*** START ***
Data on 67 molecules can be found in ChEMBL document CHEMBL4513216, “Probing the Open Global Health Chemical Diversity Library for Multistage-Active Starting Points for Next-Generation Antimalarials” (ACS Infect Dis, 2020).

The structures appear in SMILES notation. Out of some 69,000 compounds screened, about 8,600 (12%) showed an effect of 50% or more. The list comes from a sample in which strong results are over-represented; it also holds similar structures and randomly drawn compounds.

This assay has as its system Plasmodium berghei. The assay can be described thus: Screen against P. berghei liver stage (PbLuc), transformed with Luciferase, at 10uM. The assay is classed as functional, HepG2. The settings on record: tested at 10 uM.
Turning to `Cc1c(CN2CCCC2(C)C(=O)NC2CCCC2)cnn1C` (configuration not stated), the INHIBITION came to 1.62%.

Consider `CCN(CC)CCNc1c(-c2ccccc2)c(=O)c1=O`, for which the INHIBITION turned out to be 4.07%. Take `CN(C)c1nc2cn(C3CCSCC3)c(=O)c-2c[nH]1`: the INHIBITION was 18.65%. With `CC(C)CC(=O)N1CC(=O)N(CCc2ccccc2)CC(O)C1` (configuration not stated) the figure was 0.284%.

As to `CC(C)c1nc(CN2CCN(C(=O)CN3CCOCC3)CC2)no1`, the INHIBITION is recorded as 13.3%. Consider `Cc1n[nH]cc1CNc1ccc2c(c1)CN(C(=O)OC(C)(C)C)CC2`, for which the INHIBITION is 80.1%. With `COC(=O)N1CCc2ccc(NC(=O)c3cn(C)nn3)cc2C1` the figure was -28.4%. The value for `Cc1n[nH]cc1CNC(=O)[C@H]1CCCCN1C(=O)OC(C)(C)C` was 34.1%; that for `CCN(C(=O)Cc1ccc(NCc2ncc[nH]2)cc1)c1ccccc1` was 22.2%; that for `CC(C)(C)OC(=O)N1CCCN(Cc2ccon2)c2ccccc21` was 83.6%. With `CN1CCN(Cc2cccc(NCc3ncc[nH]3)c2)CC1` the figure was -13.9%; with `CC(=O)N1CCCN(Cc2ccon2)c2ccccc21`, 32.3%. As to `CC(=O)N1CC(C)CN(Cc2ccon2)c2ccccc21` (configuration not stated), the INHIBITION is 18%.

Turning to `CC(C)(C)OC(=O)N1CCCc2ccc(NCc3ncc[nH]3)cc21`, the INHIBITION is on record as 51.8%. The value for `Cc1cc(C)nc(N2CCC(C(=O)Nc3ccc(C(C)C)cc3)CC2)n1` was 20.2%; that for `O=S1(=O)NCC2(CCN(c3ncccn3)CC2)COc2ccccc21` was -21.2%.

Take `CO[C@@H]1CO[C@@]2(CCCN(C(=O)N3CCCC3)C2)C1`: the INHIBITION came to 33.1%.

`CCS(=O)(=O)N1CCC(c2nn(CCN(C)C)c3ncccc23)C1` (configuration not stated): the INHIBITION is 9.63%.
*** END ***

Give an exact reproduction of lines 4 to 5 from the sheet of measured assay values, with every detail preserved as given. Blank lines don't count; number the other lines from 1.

Turning to `Cc1c(CN2CCCC2(C)C(=O)NC2CCCC2)cnn1C` (configuration not stated), the INHIBITION came to 1.62%.

Consider `CCN(CC)CCNc1c(-c2ccccc2)c(=O)c1=O`, for which the INHIBITION turned out to be 4.07%. Take `CN(C)c1nc2cn(C3CCSCC3)c(=O)c-2c[nH]1`: the INHIBITION was 18.65%. With `CC(C)CC(=O)N1CC(=O)N(CCc2ccccc2)CC(O)C1` (configuration not stated) the figure was 0.284%.